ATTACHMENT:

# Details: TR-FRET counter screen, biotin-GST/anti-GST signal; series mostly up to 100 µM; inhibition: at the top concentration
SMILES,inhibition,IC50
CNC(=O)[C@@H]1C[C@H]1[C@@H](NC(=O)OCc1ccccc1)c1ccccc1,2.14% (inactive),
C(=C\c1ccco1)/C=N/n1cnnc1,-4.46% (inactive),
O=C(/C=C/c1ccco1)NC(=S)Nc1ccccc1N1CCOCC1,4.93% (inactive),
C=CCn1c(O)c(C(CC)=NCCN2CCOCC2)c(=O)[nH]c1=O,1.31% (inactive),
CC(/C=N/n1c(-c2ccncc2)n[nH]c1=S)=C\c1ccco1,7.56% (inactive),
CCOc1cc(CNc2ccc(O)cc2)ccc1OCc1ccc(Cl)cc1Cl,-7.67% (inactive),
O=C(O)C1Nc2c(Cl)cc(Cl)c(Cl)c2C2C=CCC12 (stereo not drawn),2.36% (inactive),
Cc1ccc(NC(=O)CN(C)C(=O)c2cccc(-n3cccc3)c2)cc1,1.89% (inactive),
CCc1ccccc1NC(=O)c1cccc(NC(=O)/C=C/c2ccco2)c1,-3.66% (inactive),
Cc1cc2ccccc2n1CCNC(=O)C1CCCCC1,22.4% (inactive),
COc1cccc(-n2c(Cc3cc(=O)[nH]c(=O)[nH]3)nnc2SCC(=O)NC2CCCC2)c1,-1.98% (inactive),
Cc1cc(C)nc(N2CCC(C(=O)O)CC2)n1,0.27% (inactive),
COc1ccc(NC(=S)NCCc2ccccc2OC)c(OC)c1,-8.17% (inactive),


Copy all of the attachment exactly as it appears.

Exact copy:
# Details: TR-FRET counter screen, biotin-GST/anti-GST signal; series mostly up to 100 µM; inhibition: at the top concentration
SMILES,inhibition,IC50
CNC(=O)[C@@H]1C[C@H]1[C@@H](NC(=O)OCc1ccccc1)c1ccccc1,2.14% (inactive),
C(=C\c1ccco1)/C=N/n1cnnc1,-4.46% (inactive),
O=C(/C=C/c1ccco1)NC(=S)Nc1ccccc1N1CCOCC1,4.93% (inactive),
C=CCn1c(O)c(C(CC)=NCCN2CCOCC2)c(=O)[nH]c1=O,1.31% (inactive),
CC(/C=N/n1c(-c2ccncc2)n[nH]c1=S)=C\c1ccco1,7.56% (inactive),
CCOc1cc(CNc2ccc(O)cc2)ccc1OCc1ccc(Cl)cc1Cl,-7.67% (inactive),
O=C(O)C1Nc2c(Cl)cc(Cl)c(Cl)c2C2C=CCC12 (stereo not drawn),2.36% (inactive),
Cc1ccc(NC(=O)CN(C)C(=O)c2cccc(-n3cccc3)c2)cc1,1.89% (inactive),
CCc1ccccc1NC(=O)c1cccc(NC(=O)/C=C/c2ccco2)c1,-3.66% (inactive),
Cc1cc2ccccc2n1CCNC(=O)C1CCCCC1,22.4% (inactive),
COc1cccc(-n2c(Cc3cc(=O)[nH]c(=O)[nH]3)nnc2SCC(=O)NC2CCCC2)c1,-1.98% (inactive),
Cc1cc(C)nc(N2CCC(C(=O)O)CC2)n1,0.27% (inactive),
COc1ccc(NC(=S)NCCc2ccccc2OC)c(OC)c1,-8.17% (inactive),